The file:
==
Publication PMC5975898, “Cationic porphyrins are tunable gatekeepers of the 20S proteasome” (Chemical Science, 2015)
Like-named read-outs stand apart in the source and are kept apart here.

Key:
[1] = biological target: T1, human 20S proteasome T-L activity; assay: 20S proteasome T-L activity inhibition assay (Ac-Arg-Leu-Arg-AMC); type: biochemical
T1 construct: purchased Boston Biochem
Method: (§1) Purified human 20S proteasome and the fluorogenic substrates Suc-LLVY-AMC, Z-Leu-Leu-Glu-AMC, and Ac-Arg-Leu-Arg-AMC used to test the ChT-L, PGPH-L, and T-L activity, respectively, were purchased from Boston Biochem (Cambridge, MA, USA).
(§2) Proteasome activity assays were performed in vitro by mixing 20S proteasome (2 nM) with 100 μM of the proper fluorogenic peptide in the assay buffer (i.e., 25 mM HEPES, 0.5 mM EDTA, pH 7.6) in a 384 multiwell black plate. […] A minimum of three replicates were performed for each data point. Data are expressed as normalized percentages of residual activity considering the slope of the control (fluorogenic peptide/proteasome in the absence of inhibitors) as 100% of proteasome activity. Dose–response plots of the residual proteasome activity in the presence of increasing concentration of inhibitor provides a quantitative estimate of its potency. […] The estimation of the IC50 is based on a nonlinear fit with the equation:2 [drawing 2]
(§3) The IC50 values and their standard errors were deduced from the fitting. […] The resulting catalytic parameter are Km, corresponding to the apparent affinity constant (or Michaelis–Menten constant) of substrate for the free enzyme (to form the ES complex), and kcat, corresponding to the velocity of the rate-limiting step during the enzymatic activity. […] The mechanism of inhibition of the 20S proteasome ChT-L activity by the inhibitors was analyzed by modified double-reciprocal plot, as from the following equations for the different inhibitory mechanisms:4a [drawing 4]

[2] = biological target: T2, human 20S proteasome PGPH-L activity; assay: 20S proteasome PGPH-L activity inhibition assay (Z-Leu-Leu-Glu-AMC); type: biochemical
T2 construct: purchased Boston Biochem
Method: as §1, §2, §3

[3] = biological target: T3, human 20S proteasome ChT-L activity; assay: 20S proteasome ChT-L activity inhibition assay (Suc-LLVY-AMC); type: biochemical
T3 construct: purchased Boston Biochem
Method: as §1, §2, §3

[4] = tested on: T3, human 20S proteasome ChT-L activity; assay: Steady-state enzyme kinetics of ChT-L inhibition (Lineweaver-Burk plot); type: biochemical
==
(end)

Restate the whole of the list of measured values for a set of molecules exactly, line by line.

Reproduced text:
Publication PMC5975898, “Cationic porphyrins are tunable gatekeepers of the 20S proteasome” (Chemical Science, 2015)
Like-named read-outs stand apart in the source and are kept apart here.

Key:
[1] = biological target: T1, human 20S proteasome T-L activity; assay: 20S proteasome T-L activity inhibition assay (Ac-Arg-Leu-Arg-AMC); type: biochemical
T1 construct: purchased Boston Biochem
Method: (§1) Purified human 20S proteasome and the fluorogenic substrates Suc-LLVY-AMC, Z-Leu-Leu-Glu-AMC, and Ac-Arg-Leu-Arg-AMC used to test the ChT-L, PGPH-L, and T-L activity, respectively, were purchased from Boston Biochem (Cambridge, MA, USA).
(§2) Proteasome activity assays were performed in vitro by mixing 20S proteasome (2 nM) with 100 μM of the proper fluorogenic peptide in the assay buffer (i.e., 25 mM HEPES, 0.5 mM EDTA, pH 7.6) in a 384 multiwell black plate. […] A minimum of three replicates were performed for each data point. Data are expressed as normalized percentages of residual activity considering the slope of the control (fluorogenic peptide/proteasome in the absence of inhibitors) as 100% of proteasome activity. Dose–response plots of the residual proteasome activity in the presence of increasing concentration of inhibitor provides a quantitative estimate of its potency. […] The estimation of the IC50 is based on a nonlinear fit with the equation:2 [drawing 2]
(§3) The IC50 values and their standard errors were deduced from the fitting. […] The resulting catalytic parameter are Km, corresponding to the apparent affinity constant (or Michaelis–Menten constant) of substrate for the free enzyme (to form the ES complex), and kcat, corresponding to the velocity of the rate-limiting step during the enzymatic activity. […] The mechanism of inhibition of the 20S proteasome ChT-L activity by the inhibitors was analyzed by modified double-reciprocal plot, as from the following equations for the different inhibitory mechanisms:4a [drawing 4]

[2] = biological target: T2, human 20S proteasome PGPH-L activity; assay: 20S proteasome PGPH-L activity inhibition assay (Z-Leu-Leu-Glu-AMC); type: biochemical
T2 construct: purchased Boston Biochem
Method: as §1, §2, §3

[3] = biological target: T3, human 20S proteasome ChT-L activity; assay: 20S proteasome ChT-L activity inhibition assay (Suc-LLVY-AMC); type: biochemical
T3 construct: purchased Boston Biochem
Method: as §1, §2, §3

[4] = tested on: T3, human 20S proteasome ChT-L activity; assay: Steady-state enzyme kinetics of ChT-L inhibition (Lineweaver-Burk plot); type: biochemical